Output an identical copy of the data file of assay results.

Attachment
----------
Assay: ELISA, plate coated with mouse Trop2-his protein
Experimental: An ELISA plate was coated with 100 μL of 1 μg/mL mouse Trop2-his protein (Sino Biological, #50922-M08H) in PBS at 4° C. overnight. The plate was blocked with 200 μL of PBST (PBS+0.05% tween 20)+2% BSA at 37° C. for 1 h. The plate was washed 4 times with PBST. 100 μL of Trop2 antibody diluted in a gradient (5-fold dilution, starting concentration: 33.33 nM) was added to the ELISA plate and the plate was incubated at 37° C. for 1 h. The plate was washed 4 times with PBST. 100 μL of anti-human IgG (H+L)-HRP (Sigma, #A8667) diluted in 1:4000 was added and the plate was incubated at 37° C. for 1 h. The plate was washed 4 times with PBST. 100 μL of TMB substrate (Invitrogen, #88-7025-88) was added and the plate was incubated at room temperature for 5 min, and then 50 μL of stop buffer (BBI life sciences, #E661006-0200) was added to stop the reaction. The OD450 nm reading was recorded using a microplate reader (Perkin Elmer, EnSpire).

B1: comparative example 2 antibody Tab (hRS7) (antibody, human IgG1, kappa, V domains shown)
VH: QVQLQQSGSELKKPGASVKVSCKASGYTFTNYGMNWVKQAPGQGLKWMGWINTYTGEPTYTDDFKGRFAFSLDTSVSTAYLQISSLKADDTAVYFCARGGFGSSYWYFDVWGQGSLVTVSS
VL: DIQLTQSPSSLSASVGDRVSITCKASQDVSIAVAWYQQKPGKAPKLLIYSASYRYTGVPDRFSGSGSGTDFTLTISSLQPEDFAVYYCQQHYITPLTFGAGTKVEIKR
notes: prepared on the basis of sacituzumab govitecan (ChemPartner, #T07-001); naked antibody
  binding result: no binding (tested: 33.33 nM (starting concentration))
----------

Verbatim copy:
Assay: ELISA, plate coated with mouse Trop2-his protein
Experimental: An ELISA plate was coated with 100 μL of 1 μg/mL mouse Trop2-his protein (Sino Biological, #50922-M08H) in PBS at 4° C. overnight. The plate was blocked with 200 μL of PBST (PBS+0.05% tween 20)+2% BSA at 37° C. for 1 h. The plate was washed 4 times with PBST. 100 μL of Trop2 antibody diluted in a gradient (5-fold dilution, starting concentration: 33.33 nM) was added to the ELISA plate and the plate was incubated at 37° C. for 1 h. The plate was washed 4 times with PBST. 100 μL of anti-human IgG (H+L)-HRP (Sigma, #A8667) diluted in 1:4000 was added and the plate was incubated at 37° C. for 1 h. The plate was washed 4 times with PBST. 100 μL of TMB substrate (Invitrogen, #88-7025-88) was added and the plate was incubated at room temperature for 5 min, and then 50 μL of stop buffer (BBI life sciences, #E661006-0200) was added to stop the reaction. The OD450 nm reading was recorded using a microplate reader (Perkin Elmer, EnSpire).

B1: comparative example 2 antibody Tab (hRS7) (antibody, human IgG1, kappa, V domains shown)
VH: QVQLQQSGSELKKPGASVKVSCKASGYTFTNYGMNWVKQAPGQGLKWMGWINTYTGEPTYTDDFKGRFAFSLDTSVSTAYLQISSLKADDTAVYFCARGGFGSSYWYFDVWGQGSLVTVSS
VL: DIQLTQSPSSLSASVGDRVSITCKASQDVSIAVAWYQQKPGKAPKLLIYSASYRYTGVPDRFSGSGSGTDFTLTISSLQPEDFAVYYCQQHYITPLTFGAGTKVEIKR
notes: prepared on the basis of sacituzumab govitecan (ChemPartner, #T07-001); naked antibody
  binding result: no binding (tested: 33.33 nM (starting concentration))